Here are excerpts from Mayor John Tecklenburg’s State of the City address on Jan. 23, 2018, that focused on flooding:
First, flooding and drainage.
For more than 300 years, the people of Charleston have lived with the threat of hurricanes, high tides and flooding. But, now, with rising seas, a history of ill advised development in some areas, and three major flood events in three years, we simply must make flooding and drainage
our city’s top long-range priority. And in order to do that, we have to closely examine what we’re doing today, what we plan to do tomorrow, and how we’re going to pay for it.
Last year, our city spent more than $32 million on drainage improvements. We worked with federal and state officials to secure FEMA funds to buy out many of the homes hit hardest by
the historic floods in West Ashley. We hired a leading engineering firm to help us find solutions for the Church Creek Drainage Basin. We approved plans for a new Low Battery Sea Wall–
and increased funding for its construction by almost 25 percent.
We hired a new Chief Resiliency Officer, Mark Wilbert, to make flooding and drainage a top concern in everything we do, and we brought together our department and division heads to ensure that all parts of city government are working together with Laura Cabiness and her fine
Public Services team to implement our long-term sea-rise and drainage plans.
But that’s just the beginning. This year, we will be moving even more quickly.
In order to increase ditch maintenance, check valve installation, and other immediate improvements, in 2018 we will increase available stormwater fee resources by 25 percent. To ensure we’re making responsible decisions about future development, we will hire our city’s
first, full time floodplain manager, and create rigorous new stormwater standards for all areas of the city, including highly -impacted areas like the Church Creek Drainage Basin.
In our historic areas, we will direct our design review professionals to create clear new standards that protect historic architecture while allowing our citizens to raise their homes to current FEMA recommended levels.
To make sure our major infrastructure is ready for the challenges of both today and tomorrow, we will continue to move forward aggressively with hundreds of millions of dollars in large -scale drainage projects that are already underway or in development on the peninsula, West Ashley, and James and Johns Islands. To protect our citizens from both hurricanes and increasing problems with tidal flooding, we will break ground on the new Low Battery Sea Wall, and construct it in a way that allows for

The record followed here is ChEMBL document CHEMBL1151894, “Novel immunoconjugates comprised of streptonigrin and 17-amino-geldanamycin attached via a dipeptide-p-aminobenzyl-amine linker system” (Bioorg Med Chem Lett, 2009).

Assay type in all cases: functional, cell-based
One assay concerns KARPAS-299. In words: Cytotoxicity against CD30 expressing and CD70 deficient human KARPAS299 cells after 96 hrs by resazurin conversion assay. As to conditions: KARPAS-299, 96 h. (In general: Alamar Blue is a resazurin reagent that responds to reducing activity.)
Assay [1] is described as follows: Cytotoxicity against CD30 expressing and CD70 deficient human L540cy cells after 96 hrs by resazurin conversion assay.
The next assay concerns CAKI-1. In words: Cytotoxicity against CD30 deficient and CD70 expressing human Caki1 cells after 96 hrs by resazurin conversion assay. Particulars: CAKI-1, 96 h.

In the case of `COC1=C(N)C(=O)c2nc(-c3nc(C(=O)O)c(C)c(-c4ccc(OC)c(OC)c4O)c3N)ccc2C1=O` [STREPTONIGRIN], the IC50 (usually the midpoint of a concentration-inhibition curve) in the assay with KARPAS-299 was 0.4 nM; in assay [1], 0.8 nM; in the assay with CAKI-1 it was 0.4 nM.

several feet of additional protection during extreme weather events.
To ensure our plans are transparent and clear to our citizens, we will update our rising sea and drainage plan with even more detailed information, and establish a new website to act as a clearing house for news about these critical issues.
And to help pay for improvements now and in the future, we will hire a full-time grant writer with a special focus on drainage, and we will leverage the talents and expertise of our residents by bringing together citizen-led groups to help us identify and secure potential funding sources for these and other projects.
But even with all this, there will be much to do in the years ahead
–which brings me to what may be the single most important long-
term funding initiative for flooding we will undertake
this year.
In 2018, six million tourists are expected to visit our city, and like the 140,000 of us who are fortunate enough to call Charleston home, they too have a large stake in the future of this beautiful and historic community. But under current state law, we simply don’t have the
authority or the flexibility to ask our six million visitors to contribute in a significant way to keep Charleston safe from flooding and extreme weather in the years ahead.
That is why this year we are asking the state legislature to give us the freedom we need to move existing tourism dollars from accommodations and hospitality fees into flooding and drainage.
And it is why we are asking you, our citizens, to help us ensure that our voices are heard in Columbia on this critical issue.
Together, we can and will protect our citizens from rising seas, extreme weather and flooding.
And that goal must remain our city’s top long-range priority until the job is done.